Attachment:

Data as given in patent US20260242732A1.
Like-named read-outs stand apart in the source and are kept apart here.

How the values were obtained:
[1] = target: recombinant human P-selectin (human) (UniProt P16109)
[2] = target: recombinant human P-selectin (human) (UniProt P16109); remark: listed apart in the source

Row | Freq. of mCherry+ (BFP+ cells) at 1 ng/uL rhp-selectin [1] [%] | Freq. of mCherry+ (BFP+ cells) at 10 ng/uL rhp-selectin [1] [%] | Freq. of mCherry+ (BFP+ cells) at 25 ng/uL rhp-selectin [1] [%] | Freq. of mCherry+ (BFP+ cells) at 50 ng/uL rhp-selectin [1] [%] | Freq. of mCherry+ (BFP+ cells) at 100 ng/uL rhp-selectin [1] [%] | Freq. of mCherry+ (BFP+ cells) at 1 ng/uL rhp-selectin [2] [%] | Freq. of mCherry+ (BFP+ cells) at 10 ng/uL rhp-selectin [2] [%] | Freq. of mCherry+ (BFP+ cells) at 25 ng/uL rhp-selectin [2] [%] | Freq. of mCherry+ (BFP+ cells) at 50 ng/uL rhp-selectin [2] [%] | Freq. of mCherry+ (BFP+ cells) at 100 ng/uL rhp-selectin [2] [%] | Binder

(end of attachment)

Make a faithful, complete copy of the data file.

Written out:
Data as given in patent US20260242732A1.
Like-named read-outs stand apart in the source and are kept apart here.

How the values were obtained:
[1] = target: recombinant human P-selectin (human) (UniProt P16109)
[2] = target: recombinant human P-selectin (human) (UniProt P16109); remark: listed apart in the source

Row | Freq. of mCherry+ (BFP+ cells) at 1 ng/uL rhp-selectin [1] [%] | Freq. of mCherry+ (BFP+ cells) at 10 ng/uL rhp-selectin [1] [%] | Freq. of mCherry+ (BFP+ cells) at 25 ng/uL rhp-selectin [1] [%] | Freq. of mCherry+ (BFP+ cells) at 50 ng/uL rhp-selectin [1] [%] | Freq. of mCherry+ (BFP+ cells) at 100 ng/uL rhp-selectin [1] [%] | Freq. of mCherry+ (BFP+ cells) at 1 ng/uL rhp-selectin [2] [%] | Freq. of mCherry+ (BFP+ cells) at 10 ng/uL rhp-selectin [2] [%] | Freq. of mCherry+ (BFP+ cells) at 25 ng/uL rhp-selectin [2] [%] | Freq. of mCherry+ (BFP+ cells) at 50 ng/uL rhp-selectin [2] [%] | Freq. of mCherry+ (BFP+ cells) at 100 ng/uL rhp-selectin [2] [%] | Binder